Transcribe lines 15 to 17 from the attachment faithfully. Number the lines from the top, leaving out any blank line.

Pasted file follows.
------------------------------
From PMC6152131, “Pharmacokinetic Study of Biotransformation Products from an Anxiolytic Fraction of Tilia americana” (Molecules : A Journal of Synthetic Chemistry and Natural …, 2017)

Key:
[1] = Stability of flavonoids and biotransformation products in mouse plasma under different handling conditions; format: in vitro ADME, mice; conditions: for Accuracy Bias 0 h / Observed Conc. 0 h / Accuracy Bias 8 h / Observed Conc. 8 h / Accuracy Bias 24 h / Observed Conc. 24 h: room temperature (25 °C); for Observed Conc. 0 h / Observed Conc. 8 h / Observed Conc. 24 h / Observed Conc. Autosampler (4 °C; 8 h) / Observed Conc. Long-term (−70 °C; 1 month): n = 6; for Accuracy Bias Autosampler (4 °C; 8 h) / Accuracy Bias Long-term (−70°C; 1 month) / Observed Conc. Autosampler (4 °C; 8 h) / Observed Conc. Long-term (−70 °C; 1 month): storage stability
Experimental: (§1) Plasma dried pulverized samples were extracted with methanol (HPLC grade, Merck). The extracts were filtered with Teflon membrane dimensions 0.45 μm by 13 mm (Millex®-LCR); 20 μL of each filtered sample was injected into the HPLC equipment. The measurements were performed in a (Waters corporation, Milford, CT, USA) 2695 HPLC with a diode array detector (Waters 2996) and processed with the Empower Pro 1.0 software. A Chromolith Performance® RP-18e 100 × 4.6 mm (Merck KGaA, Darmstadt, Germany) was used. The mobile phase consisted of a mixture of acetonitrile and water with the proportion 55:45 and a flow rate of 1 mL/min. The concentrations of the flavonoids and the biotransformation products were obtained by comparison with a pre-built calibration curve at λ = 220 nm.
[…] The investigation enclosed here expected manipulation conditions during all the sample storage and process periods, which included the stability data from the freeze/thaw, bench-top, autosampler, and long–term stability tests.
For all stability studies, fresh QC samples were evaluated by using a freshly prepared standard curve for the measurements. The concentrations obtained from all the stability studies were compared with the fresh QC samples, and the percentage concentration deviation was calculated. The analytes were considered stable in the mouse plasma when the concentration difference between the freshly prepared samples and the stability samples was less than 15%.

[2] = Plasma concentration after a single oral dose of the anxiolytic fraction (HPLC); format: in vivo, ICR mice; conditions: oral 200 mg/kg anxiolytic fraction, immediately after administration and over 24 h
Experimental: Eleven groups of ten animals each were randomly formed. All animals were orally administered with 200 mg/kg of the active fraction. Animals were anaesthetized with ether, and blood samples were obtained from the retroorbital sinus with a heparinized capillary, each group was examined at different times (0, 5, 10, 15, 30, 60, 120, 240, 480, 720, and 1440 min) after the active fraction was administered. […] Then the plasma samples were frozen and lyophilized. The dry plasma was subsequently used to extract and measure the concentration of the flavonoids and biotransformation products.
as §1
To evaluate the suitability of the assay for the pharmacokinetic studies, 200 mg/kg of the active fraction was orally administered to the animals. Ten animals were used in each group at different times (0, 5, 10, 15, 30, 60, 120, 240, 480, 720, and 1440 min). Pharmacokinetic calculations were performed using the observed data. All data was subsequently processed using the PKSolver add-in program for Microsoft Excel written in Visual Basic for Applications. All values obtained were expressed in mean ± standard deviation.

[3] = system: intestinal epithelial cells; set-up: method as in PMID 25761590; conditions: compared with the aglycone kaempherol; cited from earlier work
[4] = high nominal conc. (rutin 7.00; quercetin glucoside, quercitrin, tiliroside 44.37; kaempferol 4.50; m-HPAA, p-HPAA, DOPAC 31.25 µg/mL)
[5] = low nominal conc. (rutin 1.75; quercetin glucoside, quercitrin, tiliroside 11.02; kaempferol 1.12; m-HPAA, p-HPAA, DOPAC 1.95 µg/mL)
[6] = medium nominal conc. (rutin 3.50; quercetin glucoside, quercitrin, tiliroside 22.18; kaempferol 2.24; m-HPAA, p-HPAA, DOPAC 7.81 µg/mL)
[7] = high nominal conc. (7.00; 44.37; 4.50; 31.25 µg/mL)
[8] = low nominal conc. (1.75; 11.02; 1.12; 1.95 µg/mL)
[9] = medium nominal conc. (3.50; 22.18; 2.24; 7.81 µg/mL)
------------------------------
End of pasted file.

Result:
[7] = high nominal conc. (7.00; 44.37; 4.50; 31.25 µg/mL)
[8] = low nominal conc. (1.75; 11.02; 1.12; 1.95 µg/mL)
[9] = medium nominal conc. (3.50; 22.18; 2.24; 7.81 µg/mL)